In April, FLORIDA TODAY reporters Alessandro Marazzi Sassoon and Jim Waymer obtained Florida Medical Examiners’ database of COVID-19 deaths, which held facts about the pandemic and the state’s early response. As political considerations got factored into that response during an election year, the administration of Gov. Ron DeSantis sought to control public information as Florida re-opened. Officials first blocked release of the full database. Then they redacted key fields, rendering it useless. Using the original unredacted data, FLORIDA TODAY produced a story about the state’s first 601 coronavirus fatalities, unveiling systemic failures of the state’s contact tracing and testing regimes.
The ME database and stories FLORIDA TODAY published allowed the public to see detailed narratives of the first fatal cases of COVID-19, revealing the humanity and tragedy of the pandemic’s toll. And they brought to light missed opportunities by health officials to trace how the disease was spreading. Their impact ramped up pressure on the DeSantis Administration for greater transparency of COVID data. They stirred a statewide debate over censorship of public records that garnered national headlines. The project was a boost to researchers, public records advocates and even medical examiners themselves, who argued that shutting down data access during a public health crisis cut people off from important information about the impact and scope of the pandemic.Newspapers and television across Florida added to the conversation with their own analyses of the data made available, thanks to Alessandro and Jim. A leading public health policy expert, Jay Wolfson, Senior Associate Dean at University of South Florida’s Morsani College of Medicine, hailed FLORIDA TODAY’s coverage, saying the ME’s data needed to be cracked open as it’s part of a fabric of information needed by leaders and policymakers need to plan and ensure the state’s health. “My colleagues have been continuously frustrated by ther inability to gain access to data” he said, describing FLORIDA TODAY’s main story as a “detailed article that makes excellent use of case examples as w Our stories underscored the vital role medical examiners play in public health by highlighting the detective work they do to explain why people die, connecting the coronavirus and other medical conditions in ways that only be understood from autopsies. The stories eventually led to the State caving into a threatened lawsuit by a consortium of news organizations. Because of FLORIDA TODAY, the information the state was looking to restrict was already out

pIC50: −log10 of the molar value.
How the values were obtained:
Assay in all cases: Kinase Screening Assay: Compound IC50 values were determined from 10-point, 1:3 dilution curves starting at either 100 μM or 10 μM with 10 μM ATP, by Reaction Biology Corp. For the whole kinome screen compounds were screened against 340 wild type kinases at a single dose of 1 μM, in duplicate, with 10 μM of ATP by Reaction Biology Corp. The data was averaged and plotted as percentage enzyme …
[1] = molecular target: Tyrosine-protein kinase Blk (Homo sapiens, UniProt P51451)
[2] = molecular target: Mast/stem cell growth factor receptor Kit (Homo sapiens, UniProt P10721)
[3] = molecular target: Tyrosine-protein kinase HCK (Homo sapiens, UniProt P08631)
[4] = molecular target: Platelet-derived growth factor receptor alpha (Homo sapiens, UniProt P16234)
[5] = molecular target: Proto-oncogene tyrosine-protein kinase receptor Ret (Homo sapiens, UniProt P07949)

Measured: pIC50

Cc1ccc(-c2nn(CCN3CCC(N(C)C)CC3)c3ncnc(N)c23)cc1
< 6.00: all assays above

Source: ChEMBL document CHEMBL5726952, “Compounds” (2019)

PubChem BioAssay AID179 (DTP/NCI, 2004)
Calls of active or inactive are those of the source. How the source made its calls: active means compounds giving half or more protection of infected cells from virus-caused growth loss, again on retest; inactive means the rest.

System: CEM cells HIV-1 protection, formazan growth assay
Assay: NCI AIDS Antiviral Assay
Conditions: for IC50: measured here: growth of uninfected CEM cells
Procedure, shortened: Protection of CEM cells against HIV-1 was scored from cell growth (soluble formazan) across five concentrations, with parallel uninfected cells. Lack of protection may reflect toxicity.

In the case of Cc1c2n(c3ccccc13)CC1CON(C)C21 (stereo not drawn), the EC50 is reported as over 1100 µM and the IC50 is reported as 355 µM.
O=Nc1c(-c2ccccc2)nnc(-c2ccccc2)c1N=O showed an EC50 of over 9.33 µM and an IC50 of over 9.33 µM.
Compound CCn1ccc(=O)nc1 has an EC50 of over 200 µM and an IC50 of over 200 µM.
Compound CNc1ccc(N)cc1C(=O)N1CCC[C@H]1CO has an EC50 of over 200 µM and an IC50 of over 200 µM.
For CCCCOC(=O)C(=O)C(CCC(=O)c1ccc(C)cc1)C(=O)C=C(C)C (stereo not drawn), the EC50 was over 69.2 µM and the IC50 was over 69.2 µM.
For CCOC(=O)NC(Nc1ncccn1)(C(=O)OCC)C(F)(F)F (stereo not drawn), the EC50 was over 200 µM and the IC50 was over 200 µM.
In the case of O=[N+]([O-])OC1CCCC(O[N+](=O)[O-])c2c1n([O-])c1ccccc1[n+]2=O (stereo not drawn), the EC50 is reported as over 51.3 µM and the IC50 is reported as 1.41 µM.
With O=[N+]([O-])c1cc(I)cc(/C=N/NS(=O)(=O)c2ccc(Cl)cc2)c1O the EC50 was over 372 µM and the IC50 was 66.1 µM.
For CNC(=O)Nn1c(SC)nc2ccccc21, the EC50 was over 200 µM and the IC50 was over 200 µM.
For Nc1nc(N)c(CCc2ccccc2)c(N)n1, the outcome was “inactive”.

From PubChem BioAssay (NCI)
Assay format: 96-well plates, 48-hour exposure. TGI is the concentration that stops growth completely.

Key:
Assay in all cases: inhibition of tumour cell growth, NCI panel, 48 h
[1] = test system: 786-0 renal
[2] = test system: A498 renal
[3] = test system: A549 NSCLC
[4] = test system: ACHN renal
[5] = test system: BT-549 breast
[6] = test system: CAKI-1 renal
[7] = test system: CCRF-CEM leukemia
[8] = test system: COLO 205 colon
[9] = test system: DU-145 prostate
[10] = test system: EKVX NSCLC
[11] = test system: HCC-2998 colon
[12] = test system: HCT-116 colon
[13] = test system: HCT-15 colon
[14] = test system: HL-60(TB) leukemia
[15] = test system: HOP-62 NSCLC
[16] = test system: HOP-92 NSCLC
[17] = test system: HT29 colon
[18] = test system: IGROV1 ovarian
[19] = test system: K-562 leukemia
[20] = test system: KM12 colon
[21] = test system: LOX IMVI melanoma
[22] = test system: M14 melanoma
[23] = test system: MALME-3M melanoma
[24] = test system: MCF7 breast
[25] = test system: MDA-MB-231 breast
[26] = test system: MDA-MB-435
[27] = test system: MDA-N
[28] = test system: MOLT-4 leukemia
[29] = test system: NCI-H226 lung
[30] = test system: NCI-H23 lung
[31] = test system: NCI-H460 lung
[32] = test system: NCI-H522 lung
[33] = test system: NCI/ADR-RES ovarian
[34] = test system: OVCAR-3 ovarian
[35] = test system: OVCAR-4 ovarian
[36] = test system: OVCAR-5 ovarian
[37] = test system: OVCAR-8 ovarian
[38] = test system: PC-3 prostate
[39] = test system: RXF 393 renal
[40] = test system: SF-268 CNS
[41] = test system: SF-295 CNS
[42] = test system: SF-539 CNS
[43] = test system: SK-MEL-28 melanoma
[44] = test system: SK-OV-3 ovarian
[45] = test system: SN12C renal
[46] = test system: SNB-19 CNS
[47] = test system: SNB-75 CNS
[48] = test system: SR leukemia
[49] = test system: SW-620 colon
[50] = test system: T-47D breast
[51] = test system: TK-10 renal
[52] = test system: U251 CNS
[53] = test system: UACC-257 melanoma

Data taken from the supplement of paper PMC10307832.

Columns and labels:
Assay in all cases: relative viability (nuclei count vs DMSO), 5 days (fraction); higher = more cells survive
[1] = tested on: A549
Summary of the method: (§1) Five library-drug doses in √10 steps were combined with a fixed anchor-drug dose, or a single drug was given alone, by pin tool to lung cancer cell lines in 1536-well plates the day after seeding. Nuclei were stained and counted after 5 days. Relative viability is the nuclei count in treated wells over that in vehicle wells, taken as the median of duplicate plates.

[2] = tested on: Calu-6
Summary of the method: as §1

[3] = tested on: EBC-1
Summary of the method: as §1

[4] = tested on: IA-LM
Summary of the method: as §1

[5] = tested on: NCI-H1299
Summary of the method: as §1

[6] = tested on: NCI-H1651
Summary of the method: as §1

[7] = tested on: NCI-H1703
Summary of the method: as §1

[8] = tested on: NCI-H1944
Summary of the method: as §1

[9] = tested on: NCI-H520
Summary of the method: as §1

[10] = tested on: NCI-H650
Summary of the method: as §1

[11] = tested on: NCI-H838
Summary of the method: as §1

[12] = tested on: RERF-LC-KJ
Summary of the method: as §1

We used relatively simple tools: Excel, Google Sheets and Google Flourish to visualize the data with some analysis. Extracting certain data required reporters to manually read each entry. For example, the number of days a decedent was hospitalized was not recorded by medical examiners, but could be extracted from the narratives medical examiners wrote because they routinely included key dates such as when a COVID-19 test was performed or when a person was hospitalized and, of course, the date of death. Reading through the narratives and doing keyword searches also helped identify cases of interest, as well as identifying trends. The number of times “diabetes” or “cruise” was mentioned in a column helped establish patterns and extract valuable information from the data.